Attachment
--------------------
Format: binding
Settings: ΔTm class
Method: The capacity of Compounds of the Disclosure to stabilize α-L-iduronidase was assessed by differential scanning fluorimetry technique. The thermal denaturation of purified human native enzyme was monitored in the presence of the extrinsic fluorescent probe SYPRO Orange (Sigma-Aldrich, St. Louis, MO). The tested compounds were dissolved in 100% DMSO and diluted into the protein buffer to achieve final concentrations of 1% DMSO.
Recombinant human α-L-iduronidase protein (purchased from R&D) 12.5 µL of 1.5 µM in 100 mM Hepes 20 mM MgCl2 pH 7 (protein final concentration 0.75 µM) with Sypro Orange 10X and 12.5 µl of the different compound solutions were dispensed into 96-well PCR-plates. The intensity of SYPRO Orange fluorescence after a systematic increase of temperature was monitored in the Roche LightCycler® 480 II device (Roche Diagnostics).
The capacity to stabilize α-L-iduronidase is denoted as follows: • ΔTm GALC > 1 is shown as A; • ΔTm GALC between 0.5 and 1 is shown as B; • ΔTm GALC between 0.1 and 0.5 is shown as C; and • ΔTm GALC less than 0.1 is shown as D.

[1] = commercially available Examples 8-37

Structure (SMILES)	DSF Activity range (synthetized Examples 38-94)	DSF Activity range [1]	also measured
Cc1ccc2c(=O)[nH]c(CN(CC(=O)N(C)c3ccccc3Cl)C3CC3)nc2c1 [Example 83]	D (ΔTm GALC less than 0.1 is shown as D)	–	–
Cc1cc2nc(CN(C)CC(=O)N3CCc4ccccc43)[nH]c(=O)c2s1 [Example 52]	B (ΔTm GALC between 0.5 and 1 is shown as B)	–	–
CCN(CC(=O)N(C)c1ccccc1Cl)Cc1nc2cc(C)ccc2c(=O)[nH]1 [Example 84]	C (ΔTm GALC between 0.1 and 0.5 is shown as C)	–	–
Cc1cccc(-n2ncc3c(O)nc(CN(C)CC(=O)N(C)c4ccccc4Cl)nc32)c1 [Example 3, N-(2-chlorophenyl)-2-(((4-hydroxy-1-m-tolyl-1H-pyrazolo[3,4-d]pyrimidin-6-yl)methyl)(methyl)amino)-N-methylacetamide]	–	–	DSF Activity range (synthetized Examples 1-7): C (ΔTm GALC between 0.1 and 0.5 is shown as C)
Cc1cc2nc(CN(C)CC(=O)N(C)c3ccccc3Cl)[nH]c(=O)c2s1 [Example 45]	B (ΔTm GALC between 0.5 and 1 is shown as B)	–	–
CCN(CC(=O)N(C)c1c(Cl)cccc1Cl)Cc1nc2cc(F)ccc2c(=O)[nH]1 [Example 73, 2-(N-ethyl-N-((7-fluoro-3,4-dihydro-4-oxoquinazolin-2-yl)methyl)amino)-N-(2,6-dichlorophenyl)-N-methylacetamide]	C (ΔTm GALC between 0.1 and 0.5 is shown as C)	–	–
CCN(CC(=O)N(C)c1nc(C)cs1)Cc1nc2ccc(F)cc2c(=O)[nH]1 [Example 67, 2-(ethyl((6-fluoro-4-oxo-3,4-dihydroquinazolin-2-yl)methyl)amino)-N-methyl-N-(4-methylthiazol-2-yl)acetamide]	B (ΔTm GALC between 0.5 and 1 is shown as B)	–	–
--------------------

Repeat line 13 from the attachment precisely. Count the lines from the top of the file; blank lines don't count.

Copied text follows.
CCN(CC(=O)N(C)c1c(Cl)cccc1Cl)Cc1nc2cc(F)ccc2c(=O)[nH]1 [Example 73, 2-(N-ethyl-N-((7-fluoro-3,4-dihydro-4-oxoquinazolin-2-yl)methyl)amino)-N-(2,6-dichlorophenyl)-N-methylacetamide]	C (ΔTm GALC between 0.1 and 0.5 is shown as C)	–	–